Tiller­son’s for­eign pol­icy: Rus­sia first

Hawaii Tribune Herald - - COMMENTARY - Dana Mil­bank is a colum­nist for The Wash­ing­ton Post whose work ap­pears Mon­days and Fri­days. Email him at danamil­bank@wash­post.com.

WASH­ING­TON — In New York on Wed­nes­day, Pres­i­dent-elect Don­ald Trump dis­missed as “crap” the in­tel­li­gence re­ports sug­gest­ing Rus­sia has com­pro­mis­ing in­for­ma­tion about him.

Trump knows this be­cause, as he tweeted, Rus­sia called it “A COM­PLETE AND TOTAL FAB­RI­CA­TION.” And if Vladimir Putin’s gov­ern­ment says some­thing, it must be true.

But whether or not Rus­sia has such black­mail po­ten­tial might be be­side the point. Trump and his in­com­ing ad­min­is­tra­tion al­ready are do­ing ex­actly what Putin wants.

As Trump was giv­ing his first post­elec­tion news con­fer­ence in Trump Tower, his nom­i­nee to be sec­re­tary of state was tes­ti­fy­ing in Wash­ing­ton — and Rex Tiller­son, the for­mer Exxon Mo­bil chief, showed why he earned Putin’s Or­der of Friend­ship award.

It was early in the nine­hour hear­ing when Tiller­son said he might rec­om­mend re­vok­ing Pres­i­dent Barack Obama’s ac­tions pun­ish­ing Rus­sia for its cy­ber­at­tack dur­ing the Amer­i­can elec­tion, which Tiller­son ac­knowl­edged was prob­a­bly ap­proved by Putin.

Sen. Marco Ru­bio, R-Fla., fol­lowed that with a blunt ques­tion: “Is Vladimir Putin a war crim­i­nal?”

“I would not use that term,” the Rus­sian Or­der of Friend­ship lau­re­ate replied.

Ru­bio of­fered to “help” Tiller­son reach that con­clu­sion, de­scrib­ing his tar­get­ing of schools and mar­kets in Syria that have killed thou­sands of civil­ians, and his ear­lier at­tacks on Chech­nya, where he killed 300,000 civil­ians us­ing clus­ter mu­ni­tions and bombs that kill by as­phyx­i­a­tion. “You are still not pre­pared to say that Vladimir Putin and his mil­i­tary ... have con­ducted war crimes?”

“I would want to have much more in­for­ma­tion be­fore reach­ing a con­clu­sion,” the nom­i­nee replied.

Ru­bio went on to ask about the broadly held view that Putin ap­proved the killing of “count­less” op­po­nents, dis­si­dents and jour­nal­ists.

“I do not have suf­fi­cient in­for­ma­tion to make that claim,” Tiller­son replied.

“Do you think that was co­in­ci­den­tal?” Ru­bio pressed.

Tiller­son said “th­ese things hap­pen” to “peo­ple who speak up for free­dom,” but he would need to know more.

Ru­bio was an­gry. “None of this is clas­si­fied, Mr. Tiller­son,” he said. “Th­ese peo­ple are dead.”

It was a big mo­ment for the man Trump called Lil’ Marco. But it’s omi­nous there aren’t more like him and John McCain speak­ing up now.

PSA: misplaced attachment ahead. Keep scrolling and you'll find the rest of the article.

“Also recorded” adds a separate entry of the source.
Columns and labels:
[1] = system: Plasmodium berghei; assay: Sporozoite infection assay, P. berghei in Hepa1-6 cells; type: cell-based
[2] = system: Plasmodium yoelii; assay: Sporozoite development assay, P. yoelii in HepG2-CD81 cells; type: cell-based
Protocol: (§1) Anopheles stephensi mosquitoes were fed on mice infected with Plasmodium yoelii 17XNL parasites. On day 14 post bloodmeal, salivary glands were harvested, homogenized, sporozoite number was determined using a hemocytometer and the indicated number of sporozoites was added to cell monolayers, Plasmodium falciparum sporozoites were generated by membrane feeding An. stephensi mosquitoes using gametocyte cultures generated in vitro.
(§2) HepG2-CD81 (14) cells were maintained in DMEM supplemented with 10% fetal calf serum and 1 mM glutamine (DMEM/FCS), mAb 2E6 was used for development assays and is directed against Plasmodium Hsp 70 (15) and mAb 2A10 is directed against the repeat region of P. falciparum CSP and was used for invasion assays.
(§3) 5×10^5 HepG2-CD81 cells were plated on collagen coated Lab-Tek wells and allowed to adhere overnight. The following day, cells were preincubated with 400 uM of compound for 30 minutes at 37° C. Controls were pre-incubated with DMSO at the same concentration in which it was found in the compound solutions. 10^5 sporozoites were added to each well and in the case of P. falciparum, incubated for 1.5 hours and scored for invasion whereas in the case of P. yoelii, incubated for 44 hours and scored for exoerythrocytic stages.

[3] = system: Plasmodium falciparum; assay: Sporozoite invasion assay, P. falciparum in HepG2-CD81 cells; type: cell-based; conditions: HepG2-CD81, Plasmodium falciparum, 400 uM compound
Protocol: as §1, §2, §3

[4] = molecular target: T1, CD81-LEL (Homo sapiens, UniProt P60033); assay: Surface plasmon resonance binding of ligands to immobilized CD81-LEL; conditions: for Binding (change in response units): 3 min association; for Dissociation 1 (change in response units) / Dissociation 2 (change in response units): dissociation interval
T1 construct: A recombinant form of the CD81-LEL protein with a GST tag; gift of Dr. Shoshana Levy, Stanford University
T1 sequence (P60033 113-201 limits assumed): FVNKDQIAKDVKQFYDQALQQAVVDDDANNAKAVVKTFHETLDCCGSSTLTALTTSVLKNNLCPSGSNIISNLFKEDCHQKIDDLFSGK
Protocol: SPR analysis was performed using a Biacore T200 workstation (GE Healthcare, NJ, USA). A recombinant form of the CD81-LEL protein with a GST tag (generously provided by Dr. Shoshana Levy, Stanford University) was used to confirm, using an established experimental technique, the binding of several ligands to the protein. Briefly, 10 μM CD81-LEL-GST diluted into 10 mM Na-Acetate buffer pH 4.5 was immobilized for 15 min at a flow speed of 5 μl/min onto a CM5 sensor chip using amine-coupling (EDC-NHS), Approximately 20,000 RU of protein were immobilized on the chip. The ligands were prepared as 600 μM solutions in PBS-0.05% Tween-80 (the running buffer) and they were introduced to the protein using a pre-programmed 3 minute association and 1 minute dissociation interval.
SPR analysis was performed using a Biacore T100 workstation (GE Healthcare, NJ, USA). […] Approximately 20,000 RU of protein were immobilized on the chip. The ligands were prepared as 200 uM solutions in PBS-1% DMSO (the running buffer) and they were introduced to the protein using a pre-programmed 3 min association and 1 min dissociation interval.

Putin has man­aged to achieve in a few months of cy­ber­war­fare what his Soviet pre­de­ces­sors failed to do in 45 years of the Cold War: cre­at­ing a pli­able Amer­i­can gov­ern­ment, will­ing to over­look hu­man rights abuses in the in­ter­est of com­merce.

Trump on Wed­nes­day tweeted that the leaked in­tel­li­gence re­port was “one last shot at me” and asked: “Are we liv­ing in Nazi Ger­many?” But his li­ai­son with Rus­sia feels more Eastern Bloc than Third Re­ich. Trump has a slate of pro-Rus­sia ad­vis­ers talk­ing about a more con­cil­ia­tory ap­proach to Putin, and their state­ments have echoed Krem­lin state­ments. Trump ac­knowl­edged that “I think it was Rus­sia” that did the elec­tion hack­ing, but rather than re­gard it as an act of war, he praised the out­come: “It shouldn’t be done,” he said, but “look at what was learned from that hack­ing.”

Tiller­son of­fered a few wel­come de­par­tures from his would-be boss’s po­si­tions: He em­braced the Mag­nit­sky law pun­ish­ing hu­man rights abuses and said Rus­sia’s an­nex­a­tion of Crimea would not be rec­og­nized. He was more sup­port­ive of NATO than Trump has been.

But Tiller­son didn’t men­tion the elec­tion hack­ing in his open­ing state­ment, and, in response to Ru­bio, he said he would “have con­cerns” with leg­is­la­tion im­pos­ing manda­tory sanc­tions on those who com­mit cy­ber­at­tacks on the United States.

Other re­sponses were equally un­nerv­ing. Tiller­son told Sen. Robert Me­nen­dez, D-N.J., that he had not yet dis­cussed Rus­sia with Trump, and he as­serted that “to my knowl­edge, Exxon never di­rectly lob­bied against sanc­tions.” Con­gres­sional lob­by­ing records show Exxon lob­bied on many Rus­sia sanc­tions bills.

Asked by Sen. Todd Young, R-Ind., about how he would avoid be­ing un­der­mined as chief diplo­mat by the pres­i­dent’s “quickly drafted, not vet­ted” tweets on world af­fairs, Tiller­son replied, “I have his cell­phone num­ber.”

“We’ll hope for the best there — un­less you have any­thing else to add,” Young said. Tiller­son didn’t.

The nom­i­nee didn’t rule out the cre­ation of a reg­istry of Mus­lims. He de­clined to say that China is one of the world’s worst hu­man rights vi­o­la­tors. He wouldn’t crit­i­cize drug raids in the Philip­pines that have killed 6,200. And he said he couldn’t make a “true de­ter­mi­na­tion” whether Saudi Ara­bia vi­o­lates hu­man rights.

It was grim to see an in­com­ing Amer­i­can sec­re­tary of state avert his gaze from hu­man rights abuses in Rus­sia and around the globe. Ru­bio said it “de­mor­al­izes” bil­lions of peo­ple. “That can­not be who we are in the 21st cen­tury,” Ru­bio told Tiller­son.

But ap­par­ently it al­ready is.

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